DUBAI, United Arab Emirates — A prominent developing-world leader on the issue of climate change said Monday that global taxes on the financial services, oil and gas, and shipping industries could drum up hundreds of billions of dollars for poorer countries to adapt and cope with global warming.
Barbados Prime Minister Mia Mottley focused on how poorer countries, with help from richer countries and international finance, could shoulder the astronomical costs for the world to adapt to climate change, reduce its future impact, and pay for losses and damage caused as climate trouble like floods, forest fires and heat waves rip through communities.
The U.N. climate summit known as COP28, which is being presided over by the head of the United Arab Emirates’ biggest oil company, put its attention Monday on how developing countries could possibly pay trillions of dollars that experts say they will need to cope with global warming.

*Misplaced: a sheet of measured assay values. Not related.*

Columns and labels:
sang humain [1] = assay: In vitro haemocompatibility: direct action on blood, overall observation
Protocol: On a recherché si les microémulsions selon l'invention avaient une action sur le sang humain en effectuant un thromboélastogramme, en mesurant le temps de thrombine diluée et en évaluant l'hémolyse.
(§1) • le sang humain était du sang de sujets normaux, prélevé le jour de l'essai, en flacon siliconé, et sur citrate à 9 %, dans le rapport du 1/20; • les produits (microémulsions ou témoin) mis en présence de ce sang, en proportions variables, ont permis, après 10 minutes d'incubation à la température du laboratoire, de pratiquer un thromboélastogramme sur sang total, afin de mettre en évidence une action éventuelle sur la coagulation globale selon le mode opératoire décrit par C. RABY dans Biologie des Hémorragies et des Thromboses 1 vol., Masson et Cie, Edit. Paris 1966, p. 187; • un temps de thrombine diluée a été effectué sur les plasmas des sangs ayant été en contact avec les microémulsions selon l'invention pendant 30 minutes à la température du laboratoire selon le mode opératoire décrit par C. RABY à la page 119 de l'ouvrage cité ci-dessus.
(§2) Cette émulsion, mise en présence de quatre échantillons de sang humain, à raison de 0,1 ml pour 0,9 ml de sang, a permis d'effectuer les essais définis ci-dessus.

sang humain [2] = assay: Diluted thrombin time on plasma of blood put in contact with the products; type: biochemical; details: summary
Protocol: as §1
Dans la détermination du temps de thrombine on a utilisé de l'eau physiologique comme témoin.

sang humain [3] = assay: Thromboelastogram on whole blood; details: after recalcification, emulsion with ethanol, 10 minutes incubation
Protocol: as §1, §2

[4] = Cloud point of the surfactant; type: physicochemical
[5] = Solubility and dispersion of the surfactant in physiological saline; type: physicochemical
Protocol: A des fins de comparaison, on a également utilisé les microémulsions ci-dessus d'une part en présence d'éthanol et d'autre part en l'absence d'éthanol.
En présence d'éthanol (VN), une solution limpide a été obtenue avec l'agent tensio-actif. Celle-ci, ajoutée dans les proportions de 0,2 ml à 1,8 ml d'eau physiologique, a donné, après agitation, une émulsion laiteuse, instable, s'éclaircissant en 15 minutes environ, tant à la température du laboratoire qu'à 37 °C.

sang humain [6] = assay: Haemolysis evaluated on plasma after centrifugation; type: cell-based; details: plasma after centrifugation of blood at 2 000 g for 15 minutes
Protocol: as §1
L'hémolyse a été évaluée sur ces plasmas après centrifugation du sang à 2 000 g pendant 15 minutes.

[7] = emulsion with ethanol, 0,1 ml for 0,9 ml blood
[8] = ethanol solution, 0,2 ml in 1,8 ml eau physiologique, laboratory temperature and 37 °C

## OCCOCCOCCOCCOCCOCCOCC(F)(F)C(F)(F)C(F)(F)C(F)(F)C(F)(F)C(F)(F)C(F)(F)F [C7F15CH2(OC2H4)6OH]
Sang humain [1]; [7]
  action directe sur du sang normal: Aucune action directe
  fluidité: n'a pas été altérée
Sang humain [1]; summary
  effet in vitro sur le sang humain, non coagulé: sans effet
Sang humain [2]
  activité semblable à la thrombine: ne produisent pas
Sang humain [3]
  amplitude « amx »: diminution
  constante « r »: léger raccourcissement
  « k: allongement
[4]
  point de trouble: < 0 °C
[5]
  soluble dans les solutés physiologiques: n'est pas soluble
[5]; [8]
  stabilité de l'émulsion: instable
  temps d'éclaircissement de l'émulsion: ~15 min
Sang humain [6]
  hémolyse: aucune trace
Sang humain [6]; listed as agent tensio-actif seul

“This has probably been the most progress we’ve seen in the last 12 months on finance,” Mottley told reporters about pledges to fund the transition to clean energy, adapt to climate change and respond to extreme weather events.
“But we’re not where we need to be yet,” she said.
Small island nations have been pushing climate finance in the negotiations, saying it’s vital for the countries to be able to adapt to rising seas encroaching on their land.
Cedric Schuster, the minister for natural resources of Samoa, said he’s optimistic that the climate talks could make headway on the finance issue, but urged that countries are still a long way off where they need to be.
Schuster, who is also chair of the Alliance of Small Island states, said Samoans “want to be assured that they will survive … Their trust in us is to be here, to amplify their voices and for the world to understand the outcome of their concerns and for us to make sure the right global decisions are made.”